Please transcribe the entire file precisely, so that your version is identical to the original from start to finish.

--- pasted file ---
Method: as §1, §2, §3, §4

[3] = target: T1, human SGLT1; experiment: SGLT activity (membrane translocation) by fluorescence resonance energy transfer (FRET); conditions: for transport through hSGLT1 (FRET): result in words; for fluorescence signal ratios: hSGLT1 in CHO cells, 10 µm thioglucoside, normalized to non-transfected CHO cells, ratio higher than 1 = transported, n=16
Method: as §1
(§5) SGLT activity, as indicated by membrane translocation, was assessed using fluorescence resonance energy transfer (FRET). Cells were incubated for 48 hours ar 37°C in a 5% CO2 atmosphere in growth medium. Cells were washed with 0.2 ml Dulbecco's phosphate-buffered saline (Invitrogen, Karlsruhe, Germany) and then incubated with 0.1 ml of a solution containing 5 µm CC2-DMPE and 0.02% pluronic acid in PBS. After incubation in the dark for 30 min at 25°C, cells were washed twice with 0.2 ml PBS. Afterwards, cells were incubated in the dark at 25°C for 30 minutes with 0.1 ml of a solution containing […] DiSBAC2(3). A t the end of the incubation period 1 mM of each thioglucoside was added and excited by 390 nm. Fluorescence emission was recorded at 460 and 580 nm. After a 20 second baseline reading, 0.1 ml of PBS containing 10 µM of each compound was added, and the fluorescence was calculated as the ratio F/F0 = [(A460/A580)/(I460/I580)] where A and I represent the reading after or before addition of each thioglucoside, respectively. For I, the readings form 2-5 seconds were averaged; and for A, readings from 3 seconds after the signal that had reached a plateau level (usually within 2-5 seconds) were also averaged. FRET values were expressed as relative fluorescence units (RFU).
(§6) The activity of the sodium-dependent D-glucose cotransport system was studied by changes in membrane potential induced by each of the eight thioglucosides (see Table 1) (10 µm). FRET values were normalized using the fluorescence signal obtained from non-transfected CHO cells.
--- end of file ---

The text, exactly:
Method: as §1, §2, §3, §4

[3] = target: T1, human SGLT1; experiment: SGLT activity (membrane translocation) by fluorescence resonance energy transfer (FRET); conditions: for transport through hSGLT1 (FRET): result in words; for fluorescence signal ratios: hSGLT1 in CHO cells, 10 µm thioglucoside, normalized to non-transfected CHO cells, ratio higher than 1 = transported, n=16
Method: as §1
(§5) SGLT activity, as indicated by membrane translocation, was assessed using fluorescence resonance energy transfer (FRET). Cells were incubated for 48 hours ar 37°C in a 5% CO2 atmosphere in growth medium. Cells were washed with 0.2 ml Dulbecco's phosphate-buffered saline (Invitrogen, Karlsruhe, Germany) and then incubated with 0.1 ml of a solution containing 5 µm CC2-DMPE and 0.02% pluronic acid in PBS. After incubation in the dark for 30 min at 25°C, cells were washed twice with 0.2 ml PBS. Afterwards, cells were incubated in the dark at 25°C for 30 minutes with 0.1 ml of a solution containing […] DiSBAC2(3). A t the end of the incubation period 1 mM of each thioglucoside was added and excited by 390 nm. Fluorescence emission was recorded at 460 and 580 nm. After a 20 second baseline reading, 0.1 ml of PBS containing 10 µM of each compound was added, and the fluorescence was calculated as the ratio F/F0 = [(A460/A580)/(I460/I580)] where A and I represent the reading after or before addition of each thioglucoside, respectively. For I, the readings form 2-5 seconds were averaged; and for A, readings from 3 seconds after the signal that had reached a plateau level (usually within 2-5 seconds) were also averaged. FRET values were expressed as relative fluorescence units (RFU).
(§6) The activity of the sodium-dependent D-glucose cotransport system was studied by changes in membrane potential induced by each of the eight thioglucosides (see Table 1) (10 µm). FRET values were normalized using the fluorescence signal obtained from non-transfected CHO cells.